Developing An Exercise Pill

Drugs that mimic some of the effects of exercise can reduce signs of cardiovascular disease in overweight mice

We all know exercise has beneficial effects, but many people struggle to maintain adequate levels of exercise in today's world and there are health consequences to this  sedentary lifestyle - particularly when low activity is paired with obesity. Developing an exercise pill is therefore an attractive medical dream, and could stave off many of the diseases that are accelerated or increased by this damaging combination. 

Mimicking exercise

When scientists have studied exactly what mechanisms are activated or inhibited during exercise, they determined that one of the key changes is an activation of lipid metabolism genes; raising fat burning activity.  After discovering the protein that normally blocks expression of these genes, a research team started creating a targeted drug to unleash these genes' lipid burning activity during periods of rest too. 

“Although it increases energy expenditure and fat burning, mice treated with the drug also ate a little bit more, meaning they remained weight stable” 

The research builds on a previous study published in November 2015, which detailed over 1000 changes in skeletal muscle that occur in response to exercise. These changes provide a framework for creating various exercise mimicking drugs, and the latest effort uses drugs called HDAC inhibitors to switch on particular genes. 

Credit: Gaur et al., 2016, Cell Reports 16, 2802–2810 September 13, 2016

Under normal conditions class IIa HDACs (histone deacetylases) form a co-repressor complex which inhibits gene expression in particular areas of the genome. Mutants unable to form this complex appear to exhibit some exercise-like molecular behaviour, and a research team tested drugs that prevent this complex from being formed in an attempt to copy some of the molecular changes caused by exercise.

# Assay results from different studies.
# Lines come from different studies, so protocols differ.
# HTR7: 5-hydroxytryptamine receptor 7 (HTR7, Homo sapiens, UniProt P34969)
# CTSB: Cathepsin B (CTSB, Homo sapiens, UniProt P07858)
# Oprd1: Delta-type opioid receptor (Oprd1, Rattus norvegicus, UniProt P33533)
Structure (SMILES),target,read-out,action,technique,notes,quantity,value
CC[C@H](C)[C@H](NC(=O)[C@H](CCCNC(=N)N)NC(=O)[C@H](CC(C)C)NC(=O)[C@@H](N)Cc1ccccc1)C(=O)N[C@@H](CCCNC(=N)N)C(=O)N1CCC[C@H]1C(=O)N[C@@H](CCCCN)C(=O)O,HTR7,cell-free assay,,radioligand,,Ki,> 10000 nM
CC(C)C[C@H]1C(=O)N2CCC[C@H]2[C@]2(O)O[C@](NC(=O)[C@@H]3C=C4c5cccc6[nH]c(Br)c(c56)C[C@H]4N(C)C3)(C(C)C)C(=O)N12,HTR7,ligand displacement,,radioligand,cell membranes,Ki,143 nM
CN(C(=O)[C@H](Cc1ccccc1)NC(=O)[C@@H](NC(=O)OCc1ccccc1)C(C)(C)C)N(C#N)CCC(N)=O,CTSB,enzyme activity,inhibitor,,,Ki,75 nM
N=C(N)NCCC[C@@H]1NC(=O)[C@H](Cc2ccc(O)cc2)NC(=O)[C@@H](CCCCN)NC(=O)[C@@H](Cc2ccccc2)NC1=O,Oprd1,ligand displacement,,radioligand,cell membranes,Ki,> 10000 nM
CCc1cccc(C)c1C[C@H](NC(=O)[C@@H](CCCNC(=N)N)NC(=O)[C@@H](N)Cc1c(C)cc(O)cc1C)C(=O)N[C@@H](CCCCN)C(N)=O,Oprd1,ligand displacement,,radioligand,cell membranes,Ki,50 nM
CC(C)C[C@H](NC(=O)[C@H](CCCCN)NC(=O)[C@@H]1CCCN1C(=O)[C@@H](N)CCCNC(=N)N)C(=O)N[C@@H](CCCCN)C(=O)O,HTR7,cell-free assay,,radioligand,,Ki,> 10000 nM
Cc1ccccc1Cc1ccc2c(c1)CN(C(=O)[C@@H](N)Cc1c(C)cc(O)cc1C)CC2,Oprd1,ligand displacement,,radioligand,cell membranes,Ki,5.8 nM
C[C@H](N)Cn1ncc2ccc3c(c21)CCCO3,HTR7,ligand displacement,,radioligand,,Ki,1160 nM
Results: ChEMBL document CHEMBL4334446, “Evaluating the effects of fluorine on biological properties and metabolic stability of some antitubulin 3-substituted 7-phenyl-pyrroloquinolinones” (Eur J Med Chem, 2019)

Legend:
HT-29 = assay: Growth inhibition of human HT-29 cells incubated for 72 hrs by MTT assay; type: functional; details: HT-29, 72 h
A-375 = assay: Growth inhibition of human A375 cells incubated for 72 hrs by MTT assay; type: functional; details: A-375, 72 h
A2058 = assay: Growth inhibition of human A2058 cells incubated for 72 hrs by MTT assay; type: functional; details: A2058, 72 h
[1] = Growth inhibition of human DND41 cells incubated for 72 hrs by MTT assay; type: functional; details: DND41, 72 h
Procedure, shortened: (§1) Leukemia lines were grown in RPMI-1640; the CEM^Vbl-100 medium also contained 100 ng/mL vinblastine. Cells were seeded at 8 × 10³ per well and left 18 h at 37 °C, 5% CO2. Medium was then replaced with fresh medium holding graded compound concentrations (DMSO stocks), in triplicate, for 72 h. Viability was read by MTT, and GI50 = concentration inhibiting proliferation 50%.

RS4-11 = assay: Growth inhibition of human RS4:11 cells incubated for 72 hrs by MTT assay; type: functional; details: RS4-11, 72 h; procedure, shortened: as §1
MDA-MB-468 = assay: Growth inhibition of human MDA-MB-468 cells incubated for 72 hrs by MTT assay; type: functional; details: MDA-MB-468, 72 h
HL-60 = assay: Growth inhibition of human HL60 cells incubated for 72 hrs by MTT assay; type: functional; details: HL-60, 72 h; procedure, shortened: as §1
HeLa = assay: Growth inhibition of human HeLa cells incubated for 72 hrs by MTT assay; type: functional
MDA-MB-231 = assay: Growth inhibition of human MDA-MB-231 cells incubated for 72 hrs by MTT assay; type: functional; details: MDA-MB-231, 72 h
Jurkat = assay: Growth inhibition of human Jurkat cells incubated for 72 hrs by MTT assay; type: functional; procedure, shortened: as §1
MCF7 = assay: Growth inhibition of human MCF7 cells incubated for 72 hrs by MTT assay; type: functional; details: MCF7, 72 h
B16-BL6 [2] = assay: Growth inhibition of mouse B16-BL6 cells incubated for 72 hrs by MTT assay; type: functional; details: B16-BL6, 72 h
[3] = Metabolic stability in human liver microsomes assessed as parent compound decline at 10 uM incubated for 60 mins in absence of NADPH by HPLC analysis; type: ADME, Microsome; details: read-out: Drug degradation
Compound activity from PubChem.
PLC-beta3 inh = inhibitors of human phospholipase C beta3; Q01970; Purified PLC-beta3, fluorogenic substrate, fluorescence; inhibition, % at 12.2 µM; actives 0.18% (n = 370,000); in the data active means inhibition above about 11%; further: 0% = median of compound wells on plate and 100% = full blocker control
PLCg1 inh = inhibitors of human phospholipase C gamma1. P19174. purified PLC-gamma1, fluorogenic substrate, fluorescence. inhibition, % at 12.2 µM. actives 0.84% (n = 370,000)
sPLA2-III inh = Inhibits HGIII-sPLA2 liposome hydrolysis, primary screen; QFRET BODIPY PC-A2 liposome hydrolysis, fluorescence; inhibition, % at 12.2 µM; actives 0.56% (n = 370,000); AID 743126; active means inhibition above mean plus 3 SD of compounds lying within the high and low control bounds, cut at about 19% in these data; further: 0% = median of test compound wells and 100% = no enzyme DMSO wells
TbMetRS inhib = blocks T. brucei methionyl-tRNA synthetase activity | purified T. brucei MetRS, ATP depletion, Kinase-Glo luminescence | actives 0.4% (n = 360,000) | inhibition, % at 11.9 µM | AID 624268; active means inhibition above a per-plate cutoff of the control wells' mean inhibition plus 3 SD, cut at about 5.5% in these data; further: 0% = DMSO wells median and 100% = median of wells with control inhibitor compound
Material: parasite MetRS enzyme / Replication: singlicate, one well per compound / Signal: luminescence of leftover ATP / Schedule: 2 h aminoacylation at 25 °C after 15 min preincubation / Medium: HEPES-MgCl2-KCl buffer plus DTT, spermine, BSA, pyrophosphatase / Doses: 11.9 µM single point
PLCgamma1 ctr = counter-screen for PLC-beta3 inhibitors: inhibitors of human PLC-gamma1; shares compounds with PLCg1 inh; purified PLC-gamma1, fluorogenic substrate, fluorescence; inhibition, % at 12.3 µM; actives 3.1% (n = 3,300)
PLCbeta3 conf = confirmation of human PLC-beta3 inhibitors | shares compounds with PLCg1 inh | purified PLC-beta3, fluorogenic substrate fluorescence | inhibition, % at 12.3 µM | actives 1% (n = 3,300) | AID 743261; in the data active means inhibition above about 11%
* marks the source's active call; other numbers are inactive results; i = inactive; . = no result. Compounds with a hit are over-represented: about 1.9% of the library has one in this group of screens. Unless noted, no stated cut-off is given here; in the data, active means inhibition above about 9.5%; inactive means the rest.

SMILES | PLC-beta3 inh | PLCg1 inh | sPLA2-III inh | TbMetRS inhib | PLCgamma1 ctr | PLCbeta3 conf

A partial success

Application of particular HDAC inhibitors increased whole body energy expenditure, increased mitochondrial biogenesis, and reduced fasting blood glucose and lipid concentration. All of these resemble some of the changes seen after exercise. The key word is 'some' however. While the treatment appeared to rejuvenate and improve markers linked to cardiovascular disease in mice, there are many other features that occur alongside exercise such as a rise in 'feel good' endorphins. In terms of human treatment exercise remains the best solution, but busy schedules and a lack of motivation mean that many people simply can't maintain appropriate levels of activity. Furthermore, drugs that copy some of the effects could be beneficial in patients with impaired movement or illness.

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